The ultimate irony: a SoCal power-pop band that self-admittedly strives to include every Californian stereotype into its vibe and music. The sun, the seemingly endless freedom, the youthful energy, the non-stop party. But though the Great Escape has been making waves (pun intended — sorry, not sorry) on the Los Angeles club scene and are regarded in some circles as mainstays, none of them are native Angelenos, or Californians for that matter. Two of them aren’t even American. And yet, their self-titled debut might be the best modern post-sunshine-pop record in years.
Citing influences from Hendrix to the Beatles, while drawing inspiration from contemporaries like Adele and the Black Keys, the Great Escape create something totally unique. Album opener, “All I Think About” is a hand-clapping, toe-tapping example of anything you hear on Top 40 today. But when the song breaks into an “Ob-la-di, Ob-la-da”-esque guitar break, it’s evident that this is different. “The Secret Song” is, perhaps, the most staight-forward interpretation of ’60s influences melding with indieness, while the anthemic “It’s Getting Better” is a melodious throwback. From start to finish, the trio’s nine tracks are exciting, unpredictable and varied, making for a great listening experience.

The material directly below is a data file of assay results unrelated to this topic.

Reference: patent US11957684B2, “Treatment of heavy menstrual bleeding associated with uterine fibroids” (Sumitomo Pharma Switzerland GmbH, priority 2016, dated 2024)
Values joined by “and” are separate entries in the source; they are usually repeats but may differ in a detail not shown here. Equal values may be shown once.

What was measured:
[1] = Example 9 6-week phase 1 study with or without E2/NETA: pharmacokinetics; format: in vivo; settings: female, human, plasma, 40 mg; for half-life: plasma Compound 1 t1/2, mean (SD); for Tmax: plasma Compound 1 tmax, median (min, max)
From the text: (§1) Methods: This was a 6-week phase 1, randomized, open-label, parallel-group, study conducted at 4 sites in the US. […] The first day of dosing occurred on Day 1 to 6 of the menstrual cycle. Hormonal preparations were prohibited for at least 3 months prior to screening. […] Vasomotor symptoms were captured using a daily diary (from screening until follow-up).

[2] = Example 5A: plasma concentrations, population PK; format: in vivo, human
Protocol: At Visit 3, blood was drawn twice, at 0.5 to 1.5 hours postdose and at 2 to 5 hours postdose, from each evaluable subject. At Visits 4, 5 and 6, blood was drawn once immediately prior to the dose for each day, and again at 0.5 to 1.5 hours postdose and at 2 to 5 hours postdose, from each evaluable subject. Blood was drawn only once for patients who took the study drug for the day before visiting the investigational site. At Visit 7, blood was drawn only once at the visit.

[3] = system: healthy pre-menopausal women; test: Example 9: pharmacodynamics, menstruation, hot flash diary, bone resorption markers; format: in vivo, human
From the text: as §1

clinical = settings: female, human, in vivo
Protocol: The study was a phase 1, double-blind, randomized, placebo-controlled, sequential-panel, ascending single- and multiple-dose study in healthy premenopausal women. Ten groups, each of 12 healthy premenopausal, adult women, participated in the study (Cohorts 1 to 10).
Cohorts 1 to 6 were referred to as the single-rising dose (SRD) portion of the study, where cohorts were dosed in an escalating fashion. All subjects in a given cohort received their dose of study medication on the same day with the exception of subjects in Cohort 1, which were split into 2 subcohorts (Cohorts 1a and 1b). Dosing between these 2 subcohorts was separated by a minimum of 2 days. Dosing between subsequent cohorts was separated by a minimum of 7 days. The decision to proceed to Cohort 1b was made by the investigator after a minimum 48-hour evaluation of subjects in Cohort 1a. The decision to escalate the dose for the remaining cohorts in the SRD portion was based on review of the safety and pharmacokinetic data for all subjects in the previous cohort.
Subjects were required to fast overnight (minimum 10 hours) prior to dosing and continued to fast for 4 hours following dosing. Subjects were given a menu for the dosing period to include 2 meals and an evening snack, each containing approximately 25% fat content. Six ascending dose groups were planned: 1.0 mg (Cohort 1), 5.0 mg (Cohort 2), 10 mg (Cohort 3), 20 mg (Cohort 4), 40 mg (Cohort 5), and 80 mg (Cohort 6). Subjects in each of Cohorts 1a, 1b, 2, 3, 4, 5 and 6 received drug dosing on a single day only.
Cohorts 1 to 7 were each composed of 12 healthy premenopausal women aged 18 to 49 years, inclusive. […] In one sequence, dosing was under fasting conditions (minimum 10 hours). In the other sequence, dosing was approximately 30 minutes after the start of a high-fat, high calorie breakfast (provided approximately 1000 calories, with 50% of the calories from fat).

And even though the trio landed somewhere in the ballpark of the Californian essence they so love, it’s the very un-LA raw, unpolished quality that makes the whole effort really work. An undefinable element brings authenticity and true musicianship to the work, whether it’s on a gritty guitar solo or in lead singer Amie Miriello’s Joplin-like vocals. As drummer Kristian Nord says, it’s “all about the performance, not about perfection.
“When a take had the right kind of vibe to it, we just moved on and didnâ€™t even second guess it.”